Rebecca McLamara, RN, OCN, provides additional commentary on this topic. To read it, click here.
Women who carry a BRCA gene mutation and opt for a preventive oophorectomy had an 80% reduction in the risk of ovarian, fallopian tube, or peritoneal cancer. Also, they had a 77% reduction in all-cause mortality.
The best age for women to have the surgery and its impact on mortality has not been well studied. This study, published in the Journal of Clinical Oncology (2104; doi:10.1200/JCO.2013.53.2820), is the first to observe these effects over a nearly 6-year follow-up period.
The study identified 5,783 women from an international registry who had a BRCA1 or BRCA2 mutation. The women completed a baseline questionnaire and one or more follow-up questionnaires. Their average age at cohort entry was 46.0 years. The women were followed for an average of 5.6 years, until either a diagnosis of ovarian, fallopian tube, or peritoneal cancer; death; or date of most recent follow-up.
Among the 5,787 women, 2,274 did not have oophorectomy, 2,123 had already had the surgery when they began the study, and 1,390 underwent oophorectomy during the study follow-up period. After an average follow-up period of 5.6 years (with some women followed for as long as 16 years), 186 women developed either ovarian, fallopian tube, or peritoneal cancer.
Of the 511 women who died during this study, 333 died of breast cancer; 68 from ovarian, fallopian tube, or peritoneal cancer; and the remainder from other causes. Prophylactic oophorectomy reduced the risk of death by any cause by 77% (largely by lowering the risks of ovarian, fallopian tube, peritoneal, and breast cancers). Corresponding author Steven Narod, MD, a senior scientist at Women’s College Research Institute in Toronto, Ontario, Canada, noted that the 77% risk decrease is even greater than the benefit of chemotherapy, and was equally strong for both BRCA1 and BRCA2 mutation carriers.
The authors explained that, although the 77% reduction in mortality risk after oophorectomy largely came from the reduced incidence of ovarian, tubal, and peritoneal cancers, an important component also came from reducing incidence and mortality from breast cancer. A total of 46 invasive cancers were identified in 1,390 women at the time of prophylactic oophorectomy. These cancers had a prevalence of 4.2% in BRCA1 mutation carriers and 0.6% in BRCA2 mutation carriers.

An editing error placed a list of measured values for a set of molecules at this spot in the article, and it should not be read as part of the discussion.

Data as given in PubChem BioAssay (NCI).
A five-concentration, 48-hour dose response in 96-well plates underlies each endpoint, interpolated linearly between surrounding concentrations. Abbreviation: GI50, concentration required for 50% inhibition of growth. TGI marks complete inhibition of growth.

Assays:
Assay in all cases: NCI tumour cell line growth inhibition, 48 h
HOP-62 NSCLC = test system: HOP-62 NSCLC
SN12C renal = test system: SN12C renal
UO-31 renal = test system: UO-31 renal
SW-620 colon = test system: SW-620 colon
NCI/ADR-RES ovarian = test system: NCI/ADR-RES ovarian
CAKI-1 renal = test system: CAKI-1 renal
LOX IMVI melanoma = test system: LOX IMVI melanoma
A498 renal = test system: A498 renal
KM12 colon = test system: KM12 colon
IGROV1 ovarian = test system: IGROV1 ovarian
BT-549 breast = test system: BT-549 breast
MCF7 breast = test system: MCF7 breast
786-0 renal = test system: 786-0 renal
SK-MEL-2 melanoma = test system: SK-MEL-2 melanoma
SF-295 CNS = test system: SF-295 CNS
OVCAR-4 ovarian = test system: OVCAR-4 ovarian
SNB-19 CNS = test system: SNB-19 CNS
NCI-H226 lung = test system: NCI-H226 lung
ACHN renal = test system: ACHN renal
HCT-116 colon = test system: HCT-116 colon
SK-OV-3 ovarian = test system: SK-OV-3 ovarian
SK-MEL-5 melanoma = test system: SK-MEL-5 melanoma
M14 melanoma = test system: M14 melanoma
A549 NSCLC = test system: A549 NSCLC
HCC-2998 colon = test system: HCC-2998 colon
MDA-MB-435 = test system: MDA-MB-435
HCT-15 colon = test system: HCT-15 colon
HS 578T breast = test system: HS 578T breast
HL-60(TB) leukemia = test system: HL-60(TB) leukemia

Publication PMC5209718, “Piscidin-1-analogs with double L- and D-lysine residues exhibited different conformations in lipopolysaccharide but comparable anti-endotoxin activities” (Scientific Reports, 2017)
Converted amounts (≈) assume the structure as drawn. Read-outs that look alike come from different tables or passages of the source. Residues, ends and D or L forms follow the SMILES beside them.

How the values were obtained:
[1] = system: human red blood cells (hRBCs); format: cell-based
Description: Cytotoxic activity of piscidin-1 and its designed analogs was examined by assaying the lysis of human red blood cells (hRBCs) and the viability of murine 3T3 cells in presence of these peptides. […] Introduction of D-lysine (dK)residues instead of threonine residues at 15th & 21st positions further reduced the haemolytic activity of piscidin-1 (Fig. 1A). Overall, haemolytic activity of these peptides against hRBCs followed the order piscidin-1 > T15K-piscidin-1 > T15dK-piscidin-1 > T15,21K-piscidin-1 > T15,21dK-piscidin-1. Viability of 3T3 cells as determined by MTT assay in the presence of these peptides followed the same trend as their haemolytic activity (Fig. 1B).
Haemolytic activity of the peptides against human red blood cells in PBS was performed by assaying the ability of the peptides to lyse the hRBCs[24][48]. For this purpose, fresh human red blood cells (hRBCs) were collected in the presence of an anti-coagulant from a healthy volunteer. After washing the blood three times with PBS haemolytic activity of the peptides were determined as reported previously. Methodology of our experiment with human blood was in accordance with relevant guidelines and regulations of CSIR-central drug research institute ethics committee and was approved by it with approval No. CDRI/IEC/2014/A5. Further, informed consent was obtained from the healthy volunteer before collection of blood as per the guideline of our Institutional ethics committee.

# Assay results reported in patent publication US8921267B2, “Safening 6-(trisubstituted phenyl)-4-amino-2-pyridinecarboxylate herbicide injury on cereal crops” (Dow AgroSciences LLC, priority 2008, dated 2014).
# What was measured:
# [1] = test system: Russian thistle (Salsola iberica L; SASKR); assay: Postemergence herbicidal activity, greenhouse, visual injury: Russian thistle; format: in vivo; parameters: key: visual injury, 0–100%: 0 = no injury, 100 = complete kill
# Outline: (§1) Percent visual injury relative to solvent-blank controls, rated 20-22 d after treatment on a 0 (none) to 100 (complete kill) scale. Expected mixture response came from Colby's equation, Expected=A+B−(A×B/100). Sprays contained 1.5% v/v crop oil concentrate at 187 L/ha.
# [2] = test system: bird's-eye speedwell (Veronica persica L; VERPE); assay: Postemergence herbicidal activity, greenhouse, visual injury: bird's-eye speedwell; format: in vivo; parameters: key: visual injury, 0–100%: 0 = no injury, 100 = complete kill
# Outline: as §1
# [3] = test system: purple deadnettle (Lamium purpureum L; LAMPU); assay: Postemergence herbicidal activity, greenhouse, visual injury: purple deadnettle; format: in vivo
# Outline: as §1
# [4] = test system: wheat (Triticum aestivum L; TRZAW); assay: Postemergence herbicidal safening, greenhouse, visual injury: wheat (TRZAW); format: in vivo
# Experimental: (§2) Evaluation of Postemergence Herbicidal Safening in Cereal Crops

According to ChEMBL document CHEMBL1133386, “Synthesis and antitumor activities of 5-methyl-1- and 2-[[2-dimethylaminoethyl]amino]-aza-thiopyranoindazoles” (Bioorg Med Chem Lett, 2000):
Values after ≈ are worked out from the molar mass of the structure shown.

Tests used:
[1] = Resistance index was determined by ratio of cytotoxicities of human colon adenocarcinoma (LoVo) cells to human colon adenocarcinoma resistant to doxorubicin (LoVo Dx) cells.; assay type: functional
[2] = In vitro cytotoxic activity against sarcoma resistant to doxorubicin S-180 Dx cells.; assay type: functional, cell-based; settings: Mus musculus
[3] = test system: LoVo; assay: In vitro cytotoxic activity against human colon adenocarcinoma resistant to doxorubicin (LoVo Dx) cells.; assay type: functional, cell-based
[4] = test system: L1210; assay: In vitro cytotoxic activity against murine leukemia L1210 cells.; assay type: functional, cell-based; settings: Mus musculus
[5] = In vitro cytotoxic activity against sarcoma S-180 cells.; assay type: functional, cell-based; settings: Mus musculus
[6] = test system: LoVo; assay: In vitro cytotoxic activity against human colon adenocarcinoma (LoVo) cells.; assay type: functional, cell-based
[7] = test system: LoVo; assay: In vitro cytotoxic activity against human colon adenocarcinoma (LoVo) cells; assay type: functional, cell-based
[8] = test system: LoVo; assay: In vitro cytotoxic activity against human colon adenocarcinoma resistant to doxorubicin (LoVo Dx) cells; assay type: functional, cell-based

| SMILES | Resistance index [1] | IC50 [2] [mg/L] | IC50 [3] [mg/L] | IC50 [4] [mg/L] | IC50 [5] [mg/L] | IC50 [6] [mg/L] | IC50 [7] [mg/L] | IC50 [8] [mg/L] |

“Our study supports the notion that women who carry a BRCA gene mutation will have a much lower risk of developing or dying from cancer if they have an oophorectomy at age 35 [years],” said Narod. “If a woman with a BRCA1 mutation opts to delay the surgery until age 40 or 50 [years], her chance of developing ovarian, fallopian tube, or peritoneal cancers jumps to 4% or 14.2%, respectively.”
The results differed between mutations in BRCA1 and in BRCA2. Narod explained, “To me, waiting to have oophorectomy until after 35 [years] is too much of a chance to take. These data are so striking that we believe prophylactic oophorectomy by age 35 should become a universal standard for women with BRCA1 mutations. Women with BRCA2 mutations, on the other hand, can safely delay surgery until their 40s, since their ovarian cancer risk is not as strong.”
Although oophorectomy is a safe procedure, it can carry some complications, including premature menopause. The study also stated that previous studies had found that women who had an early oophorectomy reported an increase in symptoms of menopause such as hot flashes and palpitations, loss of libido, and a modest decrease in quality of life.
“After an oophorectomy, the long-term effects on a woman’s cardiovascular health and her bone health are less well known, and further research is needed,” said first author Amy P.M. Finch, MD, also of the Women’s College.
Preventive strategies for reducing cancer risks are exciting, and since the Journal of Clinical Oncology published the results of a study by Finch and colleagues, women are provided more data about the benefit of prophylactic oophorectomy for BRCA mutation carriers.1 The data not only show an 80% reduction in the risk of ovarian, fallopian, or peritoneal cancer in BRCA mutation carriers after preventive oophorectomy, but a 77% reduction in all-cause mortality as well.1
With a discussion on the exciting news about the benefits of risk-reducing surgery, comes the importance of discussing the quality-of-life concerns that may be faced after surgical menopause. As many women will certainly choose risk-reducing measures such as oophorectomy, it is still important for the woman to understand life after oophorectomy; not only to understand the effects of menopause but also to begin the discussion about how to live with these effects. Support for women facing this decision and living with its effects should be as important as the surgery itself. Quality of life should not be taken for granted during discussions with women about preventive surgery.
Rebecca McLamara, RN, OCN, is the survivorship and genetics coordinator at Global Robotics Institute at Florida Hospital Celebration Health in Celebration, Florida. She is also the author of “Addressing the psychological impact of BRCA testing” (Oncol Nurse Adv. 2014;5:29-31).
1. Finch AP, Lubinski J, Møller P, et al. Impact of oophorectomy on cancer incidence and mortality in women with a BRCA1 or BRCA2 mutation [published online ahead of print February 24, 2014]. J Clin Oncol. 2014.